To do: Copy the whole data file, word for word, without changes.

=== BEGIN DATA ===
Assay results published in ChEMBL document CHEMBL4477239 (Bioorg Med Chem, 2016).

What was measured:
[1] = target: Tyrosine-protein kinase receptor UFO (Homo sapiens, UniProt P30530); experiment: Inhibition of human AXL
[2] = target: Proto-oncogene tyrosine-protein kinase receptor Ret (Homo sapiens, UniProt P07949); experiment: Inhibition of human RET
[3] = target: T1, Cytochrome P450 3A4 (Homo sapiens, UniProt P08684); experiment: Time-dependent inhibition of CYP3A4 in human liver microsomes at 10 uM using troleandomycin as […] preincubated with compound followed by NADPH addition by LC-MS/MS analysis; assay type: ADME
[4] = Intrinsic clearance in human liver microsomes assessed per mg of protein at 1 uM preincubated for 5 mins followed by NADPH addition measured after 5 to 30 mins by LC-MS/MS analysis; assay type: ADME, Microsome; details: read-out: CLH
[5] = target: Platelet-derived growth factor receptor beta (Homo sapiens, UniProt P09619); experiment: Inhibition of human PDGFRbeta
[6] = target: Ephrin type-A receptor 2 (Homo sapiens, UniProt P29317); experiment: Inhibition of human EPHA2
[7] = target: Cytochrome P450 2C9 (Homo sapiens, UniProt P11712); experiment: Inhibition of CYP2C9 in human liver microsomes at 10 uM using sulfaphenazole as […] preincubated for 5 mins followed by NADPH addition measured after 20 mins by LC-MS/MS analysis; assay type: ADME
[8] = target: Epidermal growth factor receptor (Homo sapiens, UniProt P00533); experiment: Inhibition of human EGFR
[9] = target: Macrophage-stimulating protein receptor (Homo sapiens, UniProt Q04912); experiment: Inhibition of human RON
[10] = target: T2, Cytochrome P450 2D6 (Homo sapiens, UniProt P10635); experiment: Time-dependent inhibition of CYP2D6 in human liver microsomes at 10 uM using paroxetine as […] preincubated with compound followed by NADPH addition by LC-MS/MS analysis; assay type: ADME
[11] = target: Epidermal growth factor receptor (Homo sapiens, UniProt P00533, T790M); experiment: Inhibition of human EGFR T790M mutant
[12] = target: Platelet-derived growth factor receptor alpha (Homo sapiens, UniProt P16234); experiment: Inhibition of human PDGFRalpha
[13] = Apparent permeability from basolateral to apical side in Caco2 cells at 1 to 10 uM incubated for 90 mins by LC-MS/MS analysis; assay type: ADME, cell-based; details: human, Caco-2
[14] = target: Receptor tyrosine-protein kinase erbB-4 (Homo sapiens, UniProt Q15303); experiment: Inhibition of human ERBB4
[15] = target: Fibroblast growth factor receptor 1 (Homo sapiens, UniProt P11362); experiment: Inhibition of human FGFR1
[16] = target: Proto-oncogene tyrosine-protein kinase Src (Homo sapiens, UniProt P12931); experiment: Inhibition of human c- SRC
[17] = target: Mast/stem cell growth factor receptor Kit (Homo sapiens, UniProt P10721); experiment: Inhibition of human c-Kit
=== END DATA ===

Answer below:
Assay results published in ChEMBL document CHEMBL4477239 (Bioorg Med Chem, 2016).

What was measured:
[1] = target: Tyrosine-protein kinase receptor UFO (Homo sapiens, UniProt P30530); experiment: Inhibition of human AXL
[2] = target: Proto-oncogene tyrosine-protein kinase receptor Ret (Homo sapiens, UniProt P07949); experiment: Inhibition of human RET
[3] = target: T1, Cytochrome P450 3A4 (Homo sapiens, UniProt P08684); experiment: Time-dependent inhibition of CYP3A4 in human liver microsomes at 10 uM using troleandomycin as […] preincubated with compound followed by NADPH addition by LC-MS/MS analysis; assay type: ADME
[4] = Intrinsic clearance in human liver microsomes assessed per mg of protein at 1 uM preincubated for 5 mins followed by NADPH addition measured after 5 to 30 mins by LC-MS/MS analysis; assay type: ADME, Microsome; details: read-out: CLH
[5] = target: Platelet-derived growth factor receptor beta (Homo sapiens, UniProt P09619); experiment: Inhibition of human PDGFRbeta
[6] = target: Ephrin type-A receptor 2 (Homo sapiens, UniProt P29317); experiment: Inhibition of human EPHA2
[7] = target: Cytochrome P450 2C9 (Homo sapiens, UniProt P11712); experiment: Inhibition of CYP2C9 in human liver microsomes at 10 uM using sulfaphenazole as […] preincubated for 5 mins followed by NADPH addition measured after 20 mins by LC-MS/MS analysis; assay type: ADME
[8] = target: Epidermal growth factor receptor (Homo sapiens, UniProt P00533); experiment: Inhibition of human EGFR
[9] = target: Macrophage-stimulating protein receptor (Homo sapiens, UniProt Q04912); experiment: Inhibition of human RON
[10] = target: T2, Cytochrome P450 2D6 (Homo sapiens, UniProt P10635); experiment: Time-dependent inhibition of CYP2D6 in human liver microsomes at 10 uM using paroxetine as […] preincubated with compound followed by NADPH addition by LC-MS/MS analysis; assay type: ADME
[11] = target: Epidermal growth factor receptor (Homo sapiens, UniProt P00533, T790M); experiment: Inhibition of human EGFR T790M mutant
[12] = target: Platelet-derived growth factor receptor alpha (Homo sapiens, UniProt P16234); experiment: Inhibition of human PDGFRalpha
[13] = Apparent permeability from basolateral to apical side in Caco2 cells at 1 to 10 uM incubated for 90 mins by LC-MS/MS analysis; assay type: ADME, cell-based; details: human, Caco-2
[14] = target: Receptor tyrosine-protein kinase erbB-4 (Homo sapiens, UniProt Q15303); experiment: Inhibition of human ERBB4
[15] = target: Fibroblast growth factor receptor 1 (Homo sapiens, UniProt P11362); experiment: Inhibition of human FGFR1
[16] = target: Proto-oncogene tyrosine-protein kinase Src (Homo sapiens, UniProt P12931); experiment: Inhibition of human c- SRC
[17] = target: Mast/stem cell growth factor receptor Kit (Homo sapiens, UniProt P10721); experiment: Inhibition of human c-Kit